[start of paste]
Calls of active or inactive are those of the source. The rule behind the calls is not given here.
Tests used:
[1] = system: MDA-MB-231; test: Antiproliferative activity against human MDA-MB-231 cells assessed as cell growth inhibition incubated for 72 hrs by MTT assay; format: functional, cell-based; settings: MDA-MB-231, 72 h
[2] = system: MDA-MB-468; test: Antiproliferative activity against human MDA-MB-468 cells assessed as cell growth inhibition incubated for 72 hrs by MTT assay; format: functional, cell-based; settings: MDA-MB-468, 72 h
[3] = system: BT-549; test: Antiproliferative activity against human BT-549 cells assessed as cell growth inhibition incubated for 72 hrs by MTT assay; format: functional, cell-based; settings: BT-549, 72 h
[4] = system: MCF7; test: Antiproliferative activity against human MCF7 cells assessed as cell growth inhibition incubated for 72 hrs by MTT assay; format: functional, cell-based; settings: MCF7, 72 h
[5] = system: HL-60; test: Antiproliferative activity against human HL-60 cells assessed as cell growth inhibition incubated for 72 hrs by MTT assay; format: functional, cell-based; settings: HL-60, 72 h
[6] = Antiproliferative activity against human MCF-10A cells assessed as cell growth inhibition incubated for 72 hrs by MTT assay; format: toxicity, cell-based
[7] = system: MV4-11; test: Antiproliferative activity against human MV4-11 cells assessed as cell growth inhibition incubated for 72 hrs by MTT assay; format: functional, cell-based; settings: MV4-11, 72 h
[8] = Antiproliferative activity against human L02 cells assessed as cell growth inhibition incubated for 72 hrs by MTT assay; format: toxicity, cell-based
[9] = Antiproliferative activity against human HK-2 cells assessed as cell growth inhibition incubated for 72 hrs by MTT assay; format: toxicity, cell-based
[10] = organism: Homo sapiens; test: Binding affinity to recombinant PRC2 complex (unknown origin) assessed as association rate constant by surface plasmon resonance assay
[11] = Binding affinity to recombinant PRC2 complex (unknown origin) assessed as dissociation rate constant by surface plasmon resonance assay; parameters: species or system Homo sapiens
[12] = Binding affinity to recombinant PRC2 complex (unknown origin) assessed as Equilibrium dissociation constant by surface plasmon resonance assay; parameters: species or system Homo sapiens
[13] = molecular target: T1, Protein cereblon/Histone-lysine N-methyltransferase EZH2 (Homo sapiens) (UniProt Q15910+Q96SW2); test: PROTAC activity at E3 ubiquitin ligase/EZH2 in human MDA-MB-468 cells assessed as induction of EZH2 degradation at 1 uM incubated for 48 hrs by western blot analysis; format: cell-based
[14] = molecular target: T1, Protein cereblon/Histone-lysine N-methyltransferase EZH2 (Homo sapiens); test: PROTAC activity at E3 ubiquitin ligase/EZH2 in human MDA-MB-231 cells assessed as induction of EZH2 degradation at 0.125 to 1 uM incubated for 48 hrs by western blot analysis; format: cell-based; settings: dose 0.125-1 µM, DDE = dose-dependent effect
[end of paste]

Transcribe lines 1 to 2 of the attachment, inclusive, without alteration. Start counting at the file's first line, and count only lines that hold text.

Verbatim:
Calls of active or inactive are those of the source. The rule behind the calls is not given here.
Tests used: